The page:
Title: Human capital accumulation and investment behaviour
Publisher: Springer
Publication Year: 2011
JRC N°: JRC62142
ISBN: 978-3-642-17471-1
URI: http://publications.jrc.ec.europa.eu/repository/handle/JRC62142
DOI: 10.1007/978-3-642-17472-8_4
Type: Articles in periodicals and books
Abstract: Limited use of financial markets is associated with financial distress later in life. Such limited use may be the result of choice, or, more likely, it may be due to some impediment. Limited participation in financial markets may be related to transaction costs or high risk aversion, but has also been found to be related to a low level of financial literacy. It has also been shown that stock holdings are much less common among the less financially literate. Although no direct measure of financial literacy is as yet available in SHARE, we have information on education-related variables that are well known to correlate with financial literacy. In particular, the third wave of SHARE records information not only on educational attainment, but also on self-assessed mathematical ability while at school and on access to books at age ten. Crucially, we also know when an individual first entered risky financial markets, by investing in stocks, mutual funds, individual retirement plans or life insurance policies. This paper demonstrates that making correct use of financial instruments plays an important role in securing a good standard of living in old age. People who failed to invest in equity over the last century missed out on spectacular returns, and are now more likely to be in financial hardship. Our findings that formal education, mathematical skills and family background all play a role in explaining participation to financial markets comforts the assumption that financial behavior is affected by levels of human capital. The evidence that in some countries both education and financial market participation is lower for women is of particular interest, given the momentous increase in educational attainment by young females over the last few decades. All this suggests that greater financial literacy constitutes an achievable aim for welfare systems.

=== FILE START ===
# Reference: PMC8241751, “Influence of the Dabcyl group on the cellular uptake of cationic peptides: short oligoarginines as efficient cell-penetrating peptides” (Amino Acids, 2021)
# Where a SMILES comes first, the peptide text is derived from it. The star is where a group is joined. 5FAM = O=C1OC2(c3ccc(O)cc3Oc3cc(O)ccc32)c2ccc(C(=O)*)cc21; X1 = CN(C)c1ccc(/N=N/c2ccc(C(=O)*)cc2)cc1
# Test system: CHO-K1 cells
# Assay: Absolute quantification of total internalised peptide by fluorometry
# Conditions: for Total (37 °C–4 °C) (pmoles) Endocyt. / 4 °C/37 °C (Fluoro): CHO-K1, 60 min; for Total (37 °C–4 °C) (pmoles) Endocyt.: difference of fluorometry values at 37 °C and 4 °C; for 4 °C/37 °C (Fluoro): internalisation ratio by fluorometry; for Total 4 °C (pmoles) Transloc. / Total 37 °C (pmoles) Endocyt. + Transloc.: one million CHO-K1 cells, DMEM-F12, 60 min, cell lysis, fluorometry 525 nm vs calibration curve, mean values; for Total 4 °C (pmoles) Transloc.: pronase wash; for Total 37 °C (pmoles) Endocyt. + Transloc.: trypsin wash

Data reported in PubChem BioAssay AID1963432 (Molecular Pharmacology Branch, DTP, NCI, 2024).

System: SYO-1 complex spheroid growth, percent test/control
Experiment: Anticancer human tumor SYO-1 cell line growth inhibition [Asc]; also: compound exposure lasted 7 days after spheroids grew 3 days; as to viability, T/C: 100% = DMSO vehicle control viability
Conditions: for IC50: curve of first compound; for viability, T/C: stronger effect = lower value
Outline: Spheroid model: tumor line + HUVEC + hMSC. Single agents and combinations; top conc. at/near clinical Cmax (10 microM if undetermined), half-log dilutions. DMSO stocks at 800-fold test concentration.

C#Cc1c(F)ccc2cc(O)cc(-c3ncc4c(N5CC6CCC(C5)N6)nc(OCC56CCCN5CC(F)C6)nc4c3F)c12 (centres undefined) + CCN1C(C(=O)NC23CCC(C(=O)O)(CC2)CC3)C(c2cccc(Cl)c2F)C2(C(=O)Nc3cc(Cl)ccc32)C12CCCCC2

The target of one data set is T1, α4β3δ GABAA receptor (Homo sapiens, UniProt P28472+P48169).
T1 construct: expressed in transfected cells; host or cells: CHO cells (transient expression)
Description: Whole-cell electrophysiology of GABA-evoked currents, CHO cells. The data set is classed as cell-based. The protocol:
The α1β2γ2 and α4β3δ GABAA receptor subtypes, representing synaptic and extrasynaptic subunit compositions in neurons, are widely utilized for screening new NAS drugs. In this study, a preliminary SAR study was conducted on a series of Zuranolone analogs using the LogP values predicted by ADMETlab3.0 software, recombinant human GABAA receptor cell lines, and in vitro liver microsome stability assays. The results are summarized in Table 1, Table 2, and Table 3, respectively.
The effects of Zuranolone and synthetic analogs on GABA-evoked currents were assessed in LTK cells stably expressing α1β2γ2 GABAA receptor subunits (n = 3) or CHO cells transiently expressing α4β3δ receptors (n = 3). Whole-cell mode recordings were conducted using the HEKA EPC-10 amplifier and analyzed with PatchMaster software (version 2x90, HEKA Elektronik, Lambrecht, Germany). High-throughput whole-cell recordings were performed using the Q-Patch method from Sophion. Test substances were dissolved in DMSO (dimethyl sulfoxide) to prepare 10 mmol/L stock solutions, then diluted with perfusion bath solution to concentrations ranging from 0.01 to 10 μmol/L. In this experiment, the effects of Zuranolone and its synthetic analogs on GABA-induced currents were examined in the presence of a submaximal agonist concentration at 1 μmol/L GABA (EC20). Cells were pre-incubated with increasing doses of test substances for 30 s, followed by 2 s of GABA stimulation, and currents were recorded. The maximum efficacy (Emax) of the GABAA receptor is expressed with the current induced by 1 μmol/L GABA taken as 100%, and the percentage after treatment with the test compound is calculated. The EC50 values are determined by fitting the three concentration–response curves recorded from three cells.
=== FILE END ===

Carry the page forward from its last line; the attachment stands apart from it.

JRC Directorate:Space, Security and Migration

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